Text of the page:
“In my specific case, my industry partner benefits from working with someone that can translate their business objectives into clear hypothesis to test mathematically. Simply put, they get answers to business questions. Furthermore, this exchange allows them to learn what profiles they should be looking for if they were to pursue digitalization further. I have also gained a lot of experience in what it entails to be a “business translator” (see my article here), that is, someone who can liaise between management and analytical personnel in order for both to collaborate towards attaining a common business goal.”
The benefits for researchers in teaming up with industry, Yamila explains, include being able to apply theories and ideas from academia in a place where they can have direct impact on consumers or society. Additionally, it provides researchers with new career opportunities outside academia – it is a known fact that there are not enough academic positions to enable all PhD graduates or Postdocs to continue in academia.
From Argentina to US, then from UAE to Italy and Luxembourg
Despite being an early-career researcher, Yamila is not new to research and has worked in several countries already. During her Bachelors in Materials Engineering – Yamila is from Argentina where a Bachelor degree take 5 years – Yamila was invited to do research in Mechanical Engineering for the first time.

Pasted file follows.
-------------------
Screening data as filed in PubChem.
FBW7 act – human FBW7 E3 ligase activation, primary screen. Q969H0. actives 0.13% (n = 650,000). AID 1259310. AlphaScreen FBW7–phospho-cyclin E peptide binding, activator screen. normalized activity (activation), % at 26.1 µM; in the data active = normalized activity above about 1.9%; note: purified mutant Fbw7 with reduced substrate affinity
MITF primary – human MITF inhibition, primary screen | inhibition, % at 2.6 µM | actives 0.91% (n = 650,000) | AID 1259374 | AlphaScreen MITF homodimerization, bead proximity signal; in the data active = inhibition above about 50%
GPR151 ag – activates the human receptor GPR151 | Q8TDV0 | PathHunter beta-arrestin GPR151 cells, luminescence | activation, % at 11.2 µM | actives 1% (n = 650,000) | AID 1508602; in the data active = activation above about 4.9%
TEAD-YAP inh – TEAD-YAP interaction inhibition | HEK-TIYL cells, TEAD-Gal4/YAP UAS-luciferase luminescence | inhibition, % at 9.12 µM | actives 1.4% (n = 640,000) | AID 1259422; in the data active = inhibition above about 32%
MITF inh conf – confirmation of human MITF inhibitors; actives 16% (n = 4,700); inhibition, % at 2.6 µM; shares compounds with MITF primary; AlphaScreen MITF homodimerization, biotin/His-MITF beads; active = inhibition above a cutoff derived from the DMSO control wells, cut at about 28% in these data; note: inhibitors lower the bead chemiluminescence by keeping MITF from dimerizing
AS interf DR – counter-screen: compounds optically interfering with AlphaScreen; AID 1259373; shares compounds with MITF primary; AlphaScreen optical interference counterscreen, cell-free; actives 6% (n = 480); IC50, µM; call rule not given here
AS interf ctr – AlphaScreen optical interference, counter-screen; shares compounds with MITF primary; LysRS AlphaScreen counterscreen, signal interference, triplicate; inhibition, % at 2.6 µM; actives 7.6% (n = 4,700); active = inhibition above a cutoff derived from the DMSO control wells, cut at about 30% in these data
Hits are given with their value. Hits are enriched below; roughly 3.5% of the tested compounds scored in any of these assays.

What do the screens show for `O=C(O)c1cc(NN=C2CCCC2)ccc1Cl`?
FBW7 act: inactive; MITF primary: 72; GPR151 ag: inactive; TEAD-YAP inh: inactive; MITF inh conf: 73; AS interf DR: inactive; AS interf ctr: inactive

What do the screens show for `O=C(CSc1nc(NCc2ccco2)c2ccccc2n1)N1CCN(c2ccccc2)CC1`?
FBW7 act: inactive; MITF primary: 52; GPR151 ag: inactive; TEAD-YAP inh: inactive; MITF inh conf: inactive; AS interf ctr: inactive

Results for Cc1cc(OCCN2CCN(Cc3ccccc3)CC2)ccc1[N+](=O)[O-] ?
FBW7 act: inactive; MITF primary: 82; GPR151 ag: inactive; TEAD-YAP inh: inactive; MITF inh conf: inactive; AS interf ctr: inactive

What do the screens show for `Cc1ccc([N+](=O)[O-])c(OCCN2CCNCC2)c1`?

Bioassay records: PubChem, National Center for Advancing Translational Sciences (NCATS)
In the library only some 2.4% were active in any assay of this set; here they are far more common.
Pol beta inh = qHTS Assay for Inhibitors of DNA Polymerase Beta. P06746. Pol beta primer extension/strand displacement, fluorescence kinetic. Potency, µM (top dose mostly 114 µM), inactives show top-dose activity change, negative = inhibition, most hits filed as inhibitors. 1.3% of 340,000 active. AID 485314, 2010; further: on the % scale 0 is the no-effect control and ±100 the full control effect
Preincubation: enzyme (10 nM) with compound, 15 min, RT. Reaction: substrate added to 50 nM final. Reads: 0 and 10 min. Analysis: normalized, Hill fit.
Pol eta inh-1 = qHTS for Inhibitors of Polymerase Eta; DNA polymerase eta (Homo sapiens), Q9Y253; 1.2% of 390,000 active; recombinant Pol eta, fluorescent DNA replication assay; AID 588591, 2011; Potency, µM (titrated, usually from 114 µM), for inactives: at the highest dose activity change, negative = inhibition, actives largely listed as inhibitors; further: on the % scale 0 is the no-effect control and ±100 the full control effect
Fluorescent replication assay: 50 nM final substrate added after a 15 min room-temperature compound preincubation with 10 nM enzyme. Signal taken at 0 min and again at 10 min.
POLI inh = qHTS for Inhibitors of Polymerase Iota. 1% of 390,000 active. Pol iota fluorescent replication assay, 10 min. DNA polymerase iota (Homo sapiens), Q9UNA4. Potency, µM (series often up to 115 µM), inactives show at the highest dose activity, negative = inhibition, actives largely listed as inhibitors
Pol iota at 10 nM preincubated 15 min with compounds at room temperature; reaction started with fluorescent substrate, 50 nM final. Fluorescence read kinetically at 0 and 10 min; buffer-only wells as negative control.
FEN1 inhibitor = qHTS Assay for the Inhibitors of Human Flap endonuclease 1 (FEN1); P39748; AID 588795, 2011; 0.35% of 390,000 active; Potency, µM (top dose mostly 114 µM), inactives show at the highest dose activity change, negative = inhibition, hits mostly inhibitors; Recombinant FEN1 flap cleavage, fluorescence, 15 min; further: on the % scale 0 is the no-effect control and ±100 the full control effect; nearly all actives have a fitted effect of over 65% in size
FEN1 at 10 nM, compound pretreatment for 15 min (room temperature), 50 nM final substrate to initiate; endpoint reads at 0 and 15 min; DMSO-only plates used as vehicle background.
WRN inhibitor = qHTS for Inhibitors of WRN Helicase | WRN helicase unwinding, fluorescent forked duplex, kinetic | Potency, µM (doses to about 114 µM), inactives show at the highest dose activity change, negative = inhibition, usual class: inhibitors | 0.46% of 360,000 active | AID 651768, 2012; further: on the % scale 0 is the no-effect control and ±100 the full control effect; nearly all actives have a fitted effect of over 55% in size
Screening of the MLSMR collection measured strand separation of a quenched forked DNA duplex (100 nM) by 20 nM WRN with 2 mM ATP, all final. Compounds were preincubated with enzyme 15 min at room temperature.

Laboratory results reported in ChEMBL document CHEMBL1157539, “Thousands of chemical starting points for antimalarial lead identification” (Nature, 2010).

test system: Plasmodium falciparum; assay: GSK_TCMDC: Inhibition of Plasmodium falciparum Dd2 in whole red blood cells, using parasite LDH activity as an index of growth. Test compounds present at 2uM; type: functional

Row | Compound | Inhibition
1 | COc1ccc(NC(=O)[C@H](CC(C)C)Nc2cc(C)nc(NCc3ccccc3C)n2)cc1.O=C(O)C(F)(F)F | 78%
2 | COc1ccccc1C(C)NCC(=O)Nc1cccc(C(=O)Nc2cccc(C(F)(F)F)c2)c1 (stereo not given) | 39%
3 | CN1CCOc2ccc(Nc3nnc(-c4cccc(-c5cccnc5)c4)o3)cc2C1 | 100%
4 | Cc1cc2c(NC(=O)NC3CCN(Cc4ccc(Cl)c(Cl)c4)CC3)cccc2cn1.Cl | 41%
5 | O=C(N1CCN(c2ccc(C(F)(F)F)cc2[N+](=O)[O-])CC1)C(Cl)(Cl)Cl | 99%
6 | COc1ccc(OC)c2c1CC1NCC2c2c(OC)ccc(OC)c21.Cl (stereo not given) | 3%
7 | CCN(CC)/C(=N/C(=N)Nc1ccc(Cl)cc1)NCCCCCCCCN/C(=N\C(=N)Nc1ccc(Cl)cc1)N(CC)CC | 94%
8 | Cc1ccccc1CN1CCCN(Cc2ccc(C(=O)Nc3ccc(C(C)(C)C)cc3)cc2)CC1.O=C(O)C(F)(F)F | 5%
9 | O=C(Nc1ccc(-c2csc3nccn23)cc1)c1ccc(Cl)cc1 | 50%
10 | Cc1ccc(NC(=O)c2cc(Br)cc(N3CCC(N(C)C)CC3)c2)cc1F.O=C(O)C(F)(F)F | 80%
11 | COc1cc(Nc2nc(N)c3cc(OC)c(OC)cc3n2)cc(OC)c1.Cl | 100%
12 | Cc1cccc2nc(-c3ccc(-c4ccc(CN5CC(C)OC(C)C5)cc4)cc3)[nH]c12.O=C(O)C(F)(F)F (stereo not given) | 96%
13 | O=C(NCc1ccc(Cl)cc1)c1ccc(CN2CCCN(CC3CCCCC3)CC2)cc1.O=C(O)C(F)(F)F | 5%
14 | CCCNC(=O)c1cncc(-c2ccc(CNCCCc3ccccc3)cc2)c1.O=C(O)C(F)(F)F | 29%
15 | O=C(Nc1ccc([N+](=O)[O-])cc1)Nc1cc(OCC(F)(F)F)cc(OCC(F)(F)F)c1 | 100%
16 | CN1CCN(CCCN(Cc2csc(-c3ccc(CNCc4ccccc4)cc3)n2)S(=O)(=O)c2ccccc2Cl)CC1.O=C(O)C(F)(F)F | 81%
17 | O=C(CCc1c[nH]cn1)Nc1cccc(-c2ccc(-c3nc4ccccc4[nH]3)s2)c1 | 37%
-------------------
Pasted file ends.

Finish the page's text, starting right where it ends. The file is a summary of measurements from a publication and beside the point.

“I enjoyed the experience so in 2011 I jumped at the opportunity to do research developing chemical sensors for explosives detection in West Virginia University in the USA. That project became my bachelor’s thesis and I graduated in 2012. I had a few brief experiences with the steel and oil services industries and then, in 2013, I accepted an offer to do a Master of Science in Material Science and Engineering in Masdar Institute in the United Arab Emirates. There, I not only got to do research but also to publish my results in international conferences and in peer reviewed journal papers. After a brief pause in which I studied Italian in Rome, I came to Luxembourg for my PhD.
“In Luxembourg, we have an interesting combination of stakeholders. First, a number of industrial partners look forward to enter the Industry 4.0 era. Secondly, there is clear governmental support – such as Luxembourg’s Ministry of Economy promoting the ‘troisième révolution industrielle’. Finally, the University provides not only engineering and computer science education, but hosts the High Performance Computing Cluster where it can all happen.”
Juggling a young child and a PhD
Aside from Luxembourg’s emphasis on R&D and innovation, Yamila has also found great support personally: during her PhD she became a mother. Juggling work and a young child is not easy for anyone, let alone early-career researchers: